genetic testing, and were least likely to get the emotional support they needed.
• Women in the USA were most likely to wait more than three months before
consulting a doctor about symptoms, but most likely to receive genetic testing.
• Women with ovarian cancer in Hungary were most aware of ovarian cancer before
their diagnosis, but were much less likely to be offered surgery to treat their disease.

 

In summary it appears there are three key areas needing to be addressed with regard to improving early reporting of symptoms of ovarian cancer

  1. information and awareness of symptoms by BOTH women and their physicians
  2. family risk assessment programs are very important to make women aware of their risks and needs for screening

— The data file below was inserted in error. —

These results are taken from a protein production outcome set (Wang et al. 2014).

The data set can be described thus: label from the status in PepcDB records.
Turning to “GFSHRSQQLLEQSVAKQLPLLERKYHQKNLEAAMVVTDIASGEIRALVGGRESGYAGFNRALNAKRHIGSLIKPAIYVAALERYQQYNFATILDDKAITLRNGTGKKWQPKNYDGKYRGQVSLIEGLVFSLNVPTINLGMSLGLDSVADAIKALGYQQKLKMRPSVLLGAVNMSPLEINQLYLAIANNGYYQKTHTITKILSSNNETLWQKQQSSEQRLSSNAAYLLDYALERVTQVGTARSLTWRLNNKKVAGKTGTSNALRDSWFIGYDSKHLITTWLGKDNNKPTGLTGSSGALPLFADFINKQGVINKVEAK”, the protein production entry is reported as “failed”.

3. access to specialist treatment is important in the early diagnosis and treatment of this disease

 

Learn the Symptoms

Symptoms (from the Sandy Rollman Ovarian Cancer Foundation)

Historically ovarian cancer was called the “silent killer” because symptoms were not thought to develop until the chance of cure was poor. However, recent studies have shown this term is untrue and that the following symptoms are much more likely to occur in women with ovarian cancer than women in the general population. These symptoms include:

  • Bloating
  • Pelvic or abdominal pain
  • Difficulty eating or feeling full quickly
  • Urinary symptoms (urgency or frequency)

Women with ovarian cancer report that symptoms are persistent and represent a change from normal for their bodies. The frequency and/or number of such symptoms are key factors in the diagnosis of ovarian cancer. Several studies show that even early stage ovarian cancer can produce these symptoms.

Women who have these symptoms almost daily for more than a few weeks should see their doctor, preferably a gynecologist. Prompt medical evaluation may lead to detection at the earliest possible stage of the disease. Early stage diagnosis is associated with an improved prognosis.